Positive-Pressure Ventilation

If none of the indicators of attic involvement are present, the next tactic involves positive-pressure ventilation (PPV). Only personnel well trained in its techniques and who understand the consequences of its improper use should be assigned PPV.

Position a PPV fan so that it blows into the front door of the house. Have a crew standing by ready to take out a garage window or the garage side door or to cut an exhaust hole in the overhead door. You’ve already closed the interior doors. Now, close all the common area windows to contain the pressurization. The few seconds it takes to accomplish these tasks will pay off in decreasing damage to an otherwise undamaged house. The garage and its contents were almost certainly a total loss when you arrived anyway. Once everyone is in place, order that the PPV fan be started and its flow be directed into the house. Open the exhaust vent in the garage, and then attack the fire from inside the house, at the door leading to the garage. With the interior of the house pressurized, no smoke should be entering the house, provided a large enough exhaust vent was opened.

If, on the other hand, you found evidence of attic involvement when you entered the house, depending on the degree of involvement, PPV could possibly cause more harm than good. The introduction of pressurized fresh air can intensify the fire burning overhead, possibly even precipitating a flashover or backdraft. Now, your tactics are going to be determined by your estimate of how severe the fire is. Unless you have evidence to indicate that the smoke and heat in the house are the results of an open or burned-through door, you have to assume that the fire is spreading by way of the attic. You should make your attack from inside, in conjunction with outside ventilation-but without PPV.

Once the fire is knocked down, you will have to visually inspect the attic. That is the only way you can confirm noninvolvement or extinguishment. If the garage ceiling above the main body of fire appears to be intact and interior damage is minor, pull the garage ceiling. If you find extension or if the garage ceiling appears to have been penetrated by fire, make your examination opening inside the house. At this point, you’re not too concerned about minor secondary damage. Make sure the fire is out, or you may be back in a few hours.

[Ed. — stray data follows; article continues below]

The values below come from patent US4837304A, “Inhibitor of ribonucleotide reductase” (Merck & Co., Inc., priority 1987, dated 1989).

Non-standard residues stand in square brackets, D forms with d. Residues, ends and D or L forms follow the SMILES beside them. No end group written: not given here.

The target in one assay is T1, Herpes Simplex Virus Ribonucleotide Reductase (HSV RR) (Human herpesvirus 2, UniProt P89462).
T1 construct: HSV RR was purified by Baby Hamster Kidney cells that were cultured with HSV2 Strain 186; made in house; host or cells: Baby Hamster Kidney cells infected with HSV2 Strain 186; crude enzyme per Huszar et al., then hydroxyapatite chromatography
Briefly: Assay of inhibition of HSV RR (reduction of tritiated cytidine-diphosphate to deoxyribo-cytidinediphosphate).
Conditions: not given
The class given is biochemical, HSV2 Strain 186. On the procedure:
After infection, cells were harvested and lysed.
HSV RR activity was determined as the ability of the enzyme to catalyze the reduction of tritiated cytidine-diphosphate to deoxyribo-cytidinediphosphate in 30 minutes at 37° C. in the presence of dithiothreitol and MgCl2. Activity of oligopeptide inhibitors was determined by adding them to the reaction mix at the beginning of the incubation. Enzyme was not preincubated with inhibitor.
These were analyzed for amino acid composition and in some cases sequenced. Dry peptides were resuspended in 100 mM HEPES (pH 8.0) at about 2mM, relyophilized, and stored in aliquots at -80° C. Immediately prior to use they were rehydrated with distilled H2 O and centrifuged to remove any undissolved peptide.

It is understood that many rural and suburban departments do not have the resources necessary to perform the above tactics. These departments will continue to extinguish these fires as best they can with what they have. At times, depending on circumstances, secondary damage can’t be avoided. A nighttime fire in an apparently occupied two-story house with living quarters above the garage should necessitate an immediate attack by the fastest and most direct means possible to protect life and facilitate rescue. When lives are at risk, property damage becomes secondary.


A few things need to be emphasized concerning this type of fire.

  • Remember gravity when spotting the apparatus. Avoid the down slope of driveways.
  • Check for a gas meter or LP bottle. If either is found, turn it off.
  • Once a serious garage fire is controlled, don’t be too anxious to go into the garage. Limit the number of personnel allowed inside the fire area. Keep escape routes open and clear. There’s no reason to rush in; everything in there is already destroyed. There’s nothing in there but hazards:

•electrical: Open breaker panels (photo 9), and exposed wires.

•explosion: The gas we’ve already talked about (photo 10).

•flammable liquids: They may be in damaged and leaking containers; be wary of them. Have you ever seen what happens to a full, plastic gasoline container in a fire? It melts and burns down to the level of the liquid until it is consumed. If the fire is extinguished before it’s all consumed, you’ll have an open-topped container of gasoline just waiting to get kicked over.

•poisons, insecticides, and residual fire gases: Make sure you wear your SCBA throughout the later stages of overhaul.

•mechanical: Don’t get trapped in a burning garage. Fire can weaken overhead door torsion springs, and doors can unexpectedly roll down.

Electrical short circuits or errant radio signals can trigger a door to close, injuring or trapping you. With today’s wind-load standards, overhead doors are extremely heavy. A door exposed to fire will be too warped and too heavy to lift. If found in the open position, prop up overhead doors with tools. Use a pike pole for height and a halligan or other heavy bar in the guide track for safety.

The heavy fire loads found in a typical attached garage present the firefighter with significant risks and challenges. Where and how to attack such a fire depend on many factors. Some can be learned before an incident through training, prefire planning, and becoming familiar with local construction and building codes. Many factors, however, can be analyzed only on arrival at the scene. A thorough size-up is critical to selecting the proper strategy and tactics. There are just too many variables and hazards at a fire in an attached garage to “wing it” and hope for the best, especially if luck isn’t on your side.

BRUCE RICHARD is a battalion chief, paramedic, and SCUBA diver in Miami-Dade (FL) Fire Rescue.

Photos by author.